There’s pork in those Pop-Tarts: Navigating the supermarket as a Muslim

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26 thoughts on “There’s pork in those Pop-Tarts: Navigating the supermarket as a Muslim

  1. Yes this really helped out , I was doing some research about two days ago and found so much information that made me never want to eat pork ever again … I’m very dedicated… Because it catches up to you when you get older.

  2. I am in Afghanistan deployed. I was just a little famished and need a piker me upper. My buddy (Not Muslim, Rasta, or Israelite) offered me a pop tart. Not seeing the Kosher insignia on it , I decided to check it out on google. I would love to send this article to my sons.

  3. Yes, I would triple-check the Pop Tart one. Mainly because it is a Kellogg product and as they were initially Seventh-Day Adventists, whose dietary habits forbid pork, shellfish and other unclean animals, that may not be true. I will call some of my friends in Michigan and at Andrews University and get their take on it.

  4. Hi, I was doing some research on this. From my understanding, unknown sources and/or pork derived oils would label their oils as “lecithin” and soy would label them as “soy lecithin.” I have yet to find a credible source to indicate that soy lecithin was anything but soy. Is there anywhere that it’s been proven the soy lecithin is anything other than soy? Thanks.

    • This is what I found.
      The most common ones are gelatin, which comes from bones and connective tissue, and shortening or lard, which is fat. There’s also lecithin (from the yogurt story), which mostly comes from soybeans (and will say “soy lecithin”), but can also be made from animal

  5. Pingback: pork, the other white meat – will.teach.for.travel

  6. Wow totally amazing! I knew about a few but skittles really?! Thanks for the imfo..we have to read these labels

  7. Concerning the yellow dye, the petroleum doesn’t effect the dye, but according to the center of science for the public interest dyes can cause rarely, yet possibly: cancer, hyperactivity, and allergic reactions. It is important to understand what is in your foods, and I thank you for opening up my eyes to the truth.

  8. Thank you very much for this information. Its crazy that we have to do all of this research to find out what is exactly in our food. My family follows a Islamic diet and pork / animal products are a no no so thank you so very much for this information it is invaluable!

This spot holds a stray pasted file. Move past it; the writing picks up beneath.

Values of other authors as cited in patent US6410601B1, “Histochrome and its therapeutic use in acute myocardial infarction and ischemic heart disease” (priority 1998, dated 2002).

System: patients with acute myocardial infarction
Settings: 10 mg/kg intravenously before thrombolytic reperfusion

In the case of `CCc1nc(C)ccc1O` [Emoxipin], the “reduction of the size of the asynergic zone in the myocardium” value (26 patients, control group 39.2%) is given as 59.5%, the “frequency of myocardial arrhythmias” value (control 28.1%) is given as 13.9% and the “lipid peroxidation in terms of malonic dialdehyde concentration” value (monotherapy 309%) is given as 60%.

9. I can totally relate to the struggle to follow a religiously clean life in the USA. We’re not Muslim, but we are Israelite, and follow a very similar diet (my oldest daughter is Muslim, and we once compared our dietary rules). We too have been unpleasantly surprised about some of our favorite foods over the years. Living in south Texas, EVERYTHING has pork products in it. We grow most of our own food, so eating at home is easy, but our eating out is very limited. Thanks for a great article.

  10. “Living as a Muslim in America, and especially the Midwest, can be a challenge sometimes.”
    I can only imagine how much of a challenge. Thank you for coming to the US from Somalia — I have found that immigrants are some of the most patriotic and appreciative people here. You are the strength and backbone of America. America was meant to be a welcoming place for ALL people, and it’s horrifying that some people have chosen to forget that. I believe that truth and love are stronger than hate and bigotry, and the good will triumph in the end if people fight what they know is evil. Peace to all of you.

  11. This is good information even if you are just vegan period, it good to know if something has meat products in them. I told my daughter being vegan and a vegetarian are two different things. Thanks again!

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